High-Dynamic Range Imaging (HDMI) as Validation and Design Tool in Assessing Daylight Discomfort Glare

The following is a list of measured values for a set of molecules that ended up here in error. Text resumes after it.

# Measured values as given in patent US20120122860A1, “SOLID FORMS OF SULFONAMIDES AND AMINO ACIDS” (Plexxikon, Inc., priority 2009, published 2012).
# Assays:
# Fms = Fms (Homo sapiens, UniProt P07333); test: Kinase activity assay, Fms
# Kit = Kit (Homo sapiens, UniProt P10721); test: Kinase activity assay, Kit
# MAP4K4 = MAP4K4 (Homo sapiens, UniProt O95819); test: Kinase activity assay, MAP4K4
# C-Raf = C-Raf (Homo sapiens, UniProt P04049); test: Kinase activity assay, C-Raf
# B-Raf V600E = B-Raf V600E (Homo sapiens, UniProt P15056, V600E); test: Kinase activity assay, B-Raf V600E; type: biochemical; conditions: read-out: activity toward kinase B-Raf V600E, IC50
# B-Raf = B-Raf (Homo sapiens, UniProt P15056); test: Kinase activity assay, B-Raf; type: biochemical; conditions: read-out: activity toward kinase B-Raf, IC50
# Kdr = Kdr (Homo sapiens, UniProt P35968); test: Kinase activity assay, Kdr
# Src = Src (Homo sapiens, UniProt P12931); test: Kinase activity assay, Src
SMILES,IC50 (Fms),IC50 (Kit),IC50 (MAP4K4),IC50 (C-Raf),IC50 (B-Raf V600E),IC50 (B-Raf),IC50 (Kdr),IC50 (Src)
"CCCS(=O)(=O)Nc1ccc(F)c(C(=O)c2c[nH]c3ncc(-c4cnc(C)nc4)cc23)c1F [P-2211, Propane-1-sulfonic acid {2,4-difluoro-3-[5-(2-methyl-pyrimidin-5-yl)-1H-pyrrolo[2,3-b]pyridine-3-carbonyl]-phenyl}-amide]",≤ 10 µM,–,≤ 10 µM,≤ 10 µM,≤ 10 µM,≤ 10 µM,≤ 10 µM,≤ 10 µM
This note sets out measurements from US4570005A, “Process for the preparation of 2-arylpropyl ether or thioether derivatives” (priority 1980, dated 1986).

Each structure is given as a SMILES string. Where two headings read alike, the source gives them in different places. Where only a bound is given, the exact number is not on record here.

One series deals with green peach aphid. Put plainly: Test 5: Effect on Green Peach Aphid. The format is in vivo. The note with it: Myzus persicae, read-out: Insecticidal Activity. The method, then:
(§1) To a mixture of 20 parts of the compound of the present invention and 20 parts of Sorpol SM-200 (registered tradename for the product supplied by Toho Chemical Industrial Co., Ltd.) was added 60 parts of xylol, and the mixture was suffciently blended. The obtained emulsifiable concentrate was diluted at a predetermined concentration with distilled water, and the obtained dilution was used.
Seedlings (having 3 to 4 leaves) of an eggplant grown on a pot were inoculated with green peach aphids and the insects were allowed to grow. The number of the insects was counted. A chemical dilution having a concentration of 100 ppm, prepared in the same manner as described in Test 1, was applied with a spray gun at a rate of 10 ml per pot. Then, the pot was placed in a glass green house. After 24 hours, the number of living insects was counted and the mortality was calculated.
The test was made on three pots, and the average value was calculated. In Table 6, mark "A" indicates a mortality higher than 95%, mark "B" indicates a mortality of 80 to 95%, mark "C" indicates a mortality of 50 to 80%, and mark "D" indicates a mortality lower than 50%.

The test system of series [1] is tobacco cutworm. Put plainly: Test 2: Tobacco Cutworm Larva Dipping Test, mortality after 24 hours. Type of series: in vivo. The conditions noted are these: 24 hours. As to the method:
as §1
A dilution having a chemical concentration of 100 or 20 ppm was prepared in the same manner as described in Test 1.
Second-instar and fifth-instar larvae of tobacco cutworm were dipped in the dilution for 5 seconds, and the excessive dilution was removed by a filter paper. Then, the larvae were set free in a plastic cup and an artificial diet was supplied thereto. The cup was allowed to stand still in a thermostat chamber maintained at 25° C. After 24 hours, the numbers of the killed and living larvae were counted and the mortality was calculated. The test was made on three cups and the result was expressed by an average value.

As glass facades become prevalent in our cities, daylighting -- with the dual goals of energy savings and occupant amenity -- is identified as a major driver. Performance metrics traditionally used to evaluate electrical lighting design, such as illumination levels, are proving to be less useful for evaluating visual comfort performance in a highly glazed situation. Discomfort glare in a daylighted space has a large impact on occupant comfort, but it has been difficult to predict during the design process. A host of glare indices have been developed to address this need, but the validation of these indices for daylighting is still underway. Today, many designers use rules of thumb for luminance ratios. RADIANCE software can predict luminance conditions and produce predicted luminance maps used for visual comfort evaluation. The development of High Dynamic Range photography calibrated for luminance levels can produce similar luminance maps from photographs of existing spaces. This tool closes the loop between prediction and validation. Using recently constructed projects, this paper describes the use of post-occupancy HDRI in the validation of luminance predictions as well as the use of calibrated HDRI and predictive simulations in the design phase.
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